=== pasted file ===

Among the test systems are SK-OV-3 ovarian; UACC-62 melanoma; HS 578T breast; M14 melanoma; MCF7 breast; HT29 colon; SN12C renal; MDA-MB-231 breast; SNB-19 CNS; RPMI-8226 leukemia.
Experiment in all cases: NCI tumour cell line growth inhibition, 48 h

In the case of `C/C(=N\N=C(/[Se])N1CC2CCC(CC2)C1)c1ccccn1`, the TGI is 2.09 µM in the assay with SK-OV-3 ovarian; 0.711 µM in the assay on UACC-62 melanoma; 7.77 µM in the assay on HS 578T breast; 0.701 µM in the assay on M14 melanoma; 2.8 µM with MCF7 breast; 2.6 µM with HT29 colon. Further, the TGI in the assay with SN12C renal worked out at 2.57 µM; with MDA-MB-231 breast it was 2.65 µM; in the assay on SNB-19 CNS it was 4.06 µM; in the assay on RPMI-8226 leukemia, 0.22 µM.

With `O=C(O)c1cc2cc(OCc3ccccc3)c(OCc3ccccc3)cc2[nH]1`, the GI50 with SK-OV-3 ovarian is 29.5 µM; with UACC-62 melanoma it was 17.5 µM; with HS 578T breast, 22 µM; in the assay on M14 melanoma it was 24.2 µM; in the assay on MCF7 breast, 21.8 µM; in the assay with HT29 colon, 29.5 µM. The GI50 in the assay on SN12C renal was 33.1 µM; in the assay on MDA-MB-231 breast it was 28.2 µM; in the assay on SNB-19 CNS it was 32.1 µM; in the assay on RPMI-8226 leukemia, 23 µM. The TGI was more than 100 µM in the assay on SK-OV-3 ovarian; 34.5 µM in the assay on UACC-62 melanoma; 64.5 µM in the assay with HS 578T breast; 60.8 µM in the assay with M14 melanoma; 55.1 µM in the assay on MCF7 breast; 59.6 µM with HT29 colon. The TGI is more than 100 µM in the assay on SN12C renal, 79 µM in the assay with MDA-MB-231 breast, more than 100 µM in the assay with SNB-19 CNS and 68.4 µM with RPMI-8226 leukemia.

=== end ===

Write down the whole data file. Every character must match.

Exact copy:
Among the test systems are SK-OV-3 ovarian; UACC-62 melanoma; HS 578T breast; M14 melanoma; MCF7 breast; HT29 colon; SN12C renal; MDA-MB-231 breast; SNB-19 CNS; RPMI-8226 leukemia.
Experiment in all cases: NCI tumour cell line growth inhibition, 48 h

In the case of `C/C(=N\N=C(/[Se])N1CC2CCC(CC2)C1)c1ccccn1`, the TGI is 2.09 µM in the assay with SK-OV-3 ovarian; 0.711 µM in the assay on UACC-62 melanoma; 7.77 µM in the assay on HS 578T breast; 0.701 µM in the assay on M14 melanoma; 2.8 µM with MCF7 breast; 2.6 µM with HT29 colon. Further, the TGI in the assay with SN12C renal worked out at 2.57 µM; with MDA-MB-231 breast it was 2.65 µM; in the assay on SNB-19 CNS it was 4.06 µM; in the assay on RPMI-8226 leukemia, 0.22 µM.

With `O=C(O)c1cc2cc(OCc3ccccc3)c(OCc3ccccc3)cc2[nH]1`, the GI50 with SK-OV-3 ovarian is 29.5 µM; with UACC-62 melanoma it was 17.5 µM; with HS 578T breast, 22 µM; in the assay on M14 melanoma it was 24.2 µM; in the assay on MCF7 breast, 21.8 µM; in the assay with HT29 colon, 29.5 µM. The GI50 in the assay on SN12C renal was 33.1 µM; in the assay on MDA-MB-231 breast it was 28.2 µM; in the assay on SNB-19 CNS it was 32.1 µM; in the assay on RPMI-8226 leukemia, 23 µM. The TGI was more than 100 µM in the assay on SK-OV-3 ovarian; 34.5 µM in the assay on UACC-62 melanoma; 64.5 µM in the assay with HS 578T breast; 60.8 µM in the assay with M14 melanoma; 55.1 µM in the assay on MCF7 breast; 59.6 µM with HT29 colon. The TGI is more than 100 µM in the assay on SN12C renal, 79 µM in the assay with MDA-MB-231 breast, more than 100 µM in the assay with SNB-19 CNS and 68.4 µM with RPMI-8226 leukemia.